On 25th October I had the privilege of addressing a national event of great proportion – EY’s Annual Attractiveness Event which drew a crowd of around 800 people. I must thank Ronald Attard, EY’s Country Managing Partner for the honour whilst congratulating him and his team for the organisation of such an impressive event. The conference, in itself, is a symbol of Malta’s attributes for a worthy investment location.
The event complemented recent awareness-building initiatives on disruptive technologies which we carried out as a Chamber, such as last year’s national conference “Digitalisation: Do or Die”, and numerous seminars on Industry 4.0 and other disruptive technologies.
These events discussed Malta’s adaptation new and so-called “disruptive” technologies which alter the way we think, behave, consume and do business. Disruption is not so much about new inventions, but rather about a change in the customer experience. When considering Netflix and UBER, it is not the end result that has changed. People are still watching films and hiring taxis, but the way they are purchasing and interacting with such services has been revolutionised forever.
It is our duty as a Chamber to make sure that business owners are able to grasp the opportunity created by disruptive technology in time before the threat it poses becomes insurmountable. Automation, robotics and artificial intelligence are game-changers for most business sectors and for this reason, we need to be prepared to adapt to the disruption that lies ahead, both on a national level and company level.
Malta has overcome several economic transformations and we have now reached a point when it is time to take stock, evaluate and plan the road ahead with care. The quantum leap necessary to further our development must be driven by innovation and adaptation to disruption.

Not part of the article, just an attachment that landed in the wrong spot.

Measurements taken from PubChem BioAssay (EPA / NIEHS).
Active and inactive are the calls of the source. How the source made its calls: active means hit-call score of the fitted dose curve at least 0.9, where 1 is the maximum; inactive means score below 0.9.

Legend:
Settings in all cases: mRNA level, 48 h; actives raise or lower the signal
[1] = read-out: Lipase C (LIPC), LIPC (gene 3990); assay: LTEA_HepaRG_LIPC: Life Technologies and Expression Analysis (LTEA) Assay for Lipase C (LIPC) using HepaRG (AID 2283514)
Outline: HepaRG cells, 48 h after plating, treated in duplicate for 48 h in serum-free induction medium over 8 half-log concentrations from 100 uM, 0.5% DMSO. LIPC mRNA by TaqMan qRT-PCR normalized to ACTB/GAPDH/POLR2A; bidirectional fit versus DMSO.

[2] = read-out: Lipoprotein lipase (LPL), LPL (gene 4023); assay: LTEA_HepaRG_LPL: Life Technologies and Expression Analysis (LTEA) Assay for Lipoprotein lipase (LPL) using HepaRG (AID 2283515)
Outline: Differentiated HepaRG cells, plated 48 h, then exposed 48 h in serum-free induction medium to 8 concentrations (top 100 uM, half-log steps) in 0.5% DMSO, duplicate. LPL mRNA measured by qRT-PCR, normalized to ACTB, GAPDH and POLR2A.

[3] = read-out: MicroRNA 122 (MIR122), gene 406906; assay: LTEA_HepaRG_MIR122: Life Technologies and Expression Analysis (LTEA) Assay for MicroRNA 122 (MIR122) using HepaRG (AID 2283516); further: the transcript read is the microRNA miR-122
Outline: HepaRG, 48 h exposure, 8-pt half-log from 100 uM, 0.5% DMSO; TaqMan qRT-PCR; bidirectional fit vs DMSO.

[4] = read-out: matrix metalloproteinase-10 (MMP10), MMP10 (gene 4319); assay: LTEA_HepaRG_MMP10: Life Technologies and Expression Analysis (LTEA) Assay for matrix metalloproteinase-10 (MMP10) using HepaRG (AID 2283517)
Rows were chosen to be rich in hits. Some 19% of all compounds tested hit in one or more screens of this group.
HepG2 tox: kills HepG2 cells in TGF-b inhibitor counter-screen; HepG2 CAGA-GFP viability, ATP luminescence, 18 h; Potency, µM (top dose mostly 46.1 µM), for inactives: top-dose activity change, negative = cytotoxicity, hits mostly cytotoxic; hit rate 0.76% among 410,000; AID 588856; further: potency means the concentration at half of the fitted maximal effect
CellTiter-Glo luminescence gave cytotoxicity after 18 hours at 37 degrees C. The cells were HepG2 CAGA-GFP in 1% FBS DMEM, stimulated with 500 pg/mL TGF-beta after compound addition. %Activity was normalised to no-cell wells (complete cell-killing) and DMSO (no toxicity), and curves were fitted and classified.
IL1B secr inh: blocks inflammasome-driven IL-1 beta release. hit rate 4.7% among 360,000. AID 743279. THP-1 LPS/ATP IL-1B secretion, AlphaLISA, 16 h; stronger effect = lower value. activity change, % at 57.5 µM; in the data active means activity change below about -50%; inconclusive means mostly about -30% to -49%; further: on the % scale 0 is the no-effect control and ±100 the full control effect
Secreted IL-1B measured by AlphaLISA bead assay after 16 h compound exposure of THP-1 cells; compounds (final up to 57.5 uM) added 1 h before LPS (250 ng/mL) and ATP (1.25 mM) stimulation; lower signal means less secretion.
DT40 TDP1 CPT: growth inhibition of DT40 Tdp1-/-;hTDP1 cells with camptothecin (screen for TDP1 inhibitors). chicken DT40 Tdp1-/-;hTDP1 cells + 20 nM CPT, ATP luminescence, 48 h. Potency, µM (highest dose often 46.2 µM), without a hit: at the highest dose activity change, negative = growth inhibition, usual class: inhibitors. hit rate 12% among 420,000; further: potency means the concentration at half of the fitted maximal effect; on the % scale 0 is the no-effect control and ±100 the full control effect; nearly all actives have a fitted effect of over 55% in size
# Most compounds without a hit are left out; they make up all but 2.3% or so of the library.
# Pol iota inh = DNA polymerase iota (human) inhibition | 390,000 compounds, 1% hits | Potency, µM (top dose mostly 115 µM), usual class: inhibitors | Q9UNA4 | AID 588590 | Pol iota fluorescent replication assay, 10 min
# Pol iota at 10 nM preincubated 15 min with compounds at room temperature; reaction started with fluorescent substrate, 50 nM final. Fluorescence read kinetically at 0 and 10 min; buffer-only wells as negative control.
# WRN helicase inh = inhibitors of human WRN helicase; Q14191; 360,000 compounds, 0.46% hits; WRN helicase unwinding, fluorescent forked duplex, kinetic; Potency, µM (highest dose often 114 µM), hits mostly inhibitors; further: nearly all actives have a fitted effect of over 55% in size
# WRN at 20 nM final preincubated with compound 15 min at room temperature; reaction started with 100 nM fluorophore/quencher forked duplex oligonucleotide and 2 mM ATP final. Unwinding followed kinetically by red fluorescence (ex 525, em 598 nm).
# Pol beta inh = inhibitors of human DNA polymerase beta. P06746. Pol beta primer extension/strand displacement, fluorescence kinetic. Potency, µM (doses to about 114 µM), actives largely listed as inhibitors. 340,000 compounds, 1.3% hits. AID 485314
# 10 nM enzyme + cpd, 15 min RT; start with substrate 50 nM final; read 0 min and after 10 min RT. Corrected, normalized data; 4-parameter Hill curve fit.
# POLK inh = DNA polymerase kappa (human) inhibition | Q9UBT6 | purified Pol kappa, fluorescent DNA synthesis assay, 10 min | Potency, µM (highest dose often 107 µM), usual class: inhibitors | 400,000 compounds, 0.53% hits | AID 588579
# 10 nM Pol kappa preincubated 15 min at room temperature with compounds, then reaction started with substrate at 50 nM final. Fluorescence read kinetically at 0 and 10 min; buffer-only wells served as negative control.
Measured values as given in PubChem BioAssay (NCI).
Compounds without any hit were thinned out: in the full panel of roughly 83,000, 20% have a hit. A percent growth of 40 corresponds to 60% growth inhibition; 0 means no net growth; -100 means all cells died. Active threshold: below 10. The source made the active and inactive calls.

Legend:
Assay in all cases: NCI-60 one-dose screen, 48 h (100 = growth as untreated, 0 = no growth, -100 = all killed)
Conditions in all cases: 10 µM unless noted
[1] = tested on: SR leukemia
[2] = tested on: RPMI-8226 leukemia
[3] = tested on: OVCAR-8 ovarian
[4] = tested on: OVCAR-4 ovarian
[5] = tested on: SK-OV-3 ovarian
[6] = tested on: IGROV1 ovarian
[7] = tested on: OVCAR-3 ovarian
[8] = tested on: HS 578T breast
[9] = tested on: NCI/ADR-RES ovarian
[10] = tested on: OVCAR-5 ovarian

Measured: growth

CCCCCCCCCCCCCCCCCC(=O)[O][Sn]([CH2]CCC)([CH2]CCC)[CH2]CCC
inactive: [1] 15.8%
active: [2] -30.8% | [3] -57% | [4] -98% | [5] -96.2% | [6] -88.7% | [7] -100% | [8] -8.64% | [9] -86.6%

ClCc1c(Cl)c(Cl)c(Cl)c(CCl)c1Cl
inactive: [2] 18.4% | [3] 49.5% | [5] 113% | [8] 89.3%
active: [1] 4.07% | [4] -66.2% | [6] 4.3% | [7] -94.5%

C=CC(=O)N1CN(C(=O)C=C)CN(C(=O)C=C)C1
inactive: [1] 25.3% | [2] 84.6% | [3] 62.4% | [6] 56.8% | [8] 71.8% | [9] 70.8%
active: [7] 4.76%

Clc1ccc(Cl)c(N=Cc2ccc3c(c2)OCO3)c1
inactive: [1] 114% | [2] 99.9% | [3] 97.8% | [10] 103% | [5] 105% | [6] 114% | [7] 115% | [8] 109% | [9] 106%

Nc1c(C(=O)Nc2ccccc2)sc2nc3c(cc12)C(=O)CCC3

As a Chamber, we firmly believe that Malta enjoys all the elements required to ensure a rapid and holistic transition in mentality to one that recognises threats, embraces disruption and exploits the numerous opportunities at hand. This was also confirmed by the information presented and discussed at the EY Conference.
Along Malta’s previous adaptations to change, it was always supported by the strong presence of FDI companies in various industries including manufacturing, financial services, gaming, hospitality, aviation and transportation. This has enabled to Malta to remain abreast with modern machinery, technology, education and training.
The country must return the favour by implementing yet another recommendation set out in the Malta Chamber’s Economic Vision for Malta 2014 to 2020 Document.
We urge government to heed our proposals for continuous improvement in Malta’s education systems so as to maximise the readiness of our workforce to embrace new technologies and to dynamically respond to fact changing economic social disruptions. This will prove fundamental for FDIs and investors to continue to consider Malta an attractive business environment once disruptive technology inevitably sets in.
Our members have shown great interest in disruptive technologies however, it is evident that the business community requires a more ambitious national strategy in this regard – a strategy must enhance Malta’s attractiveness for FDI through better future-proofing.
Together, let us grasp this opportunity and continue building Malta’s success as a leading business destination.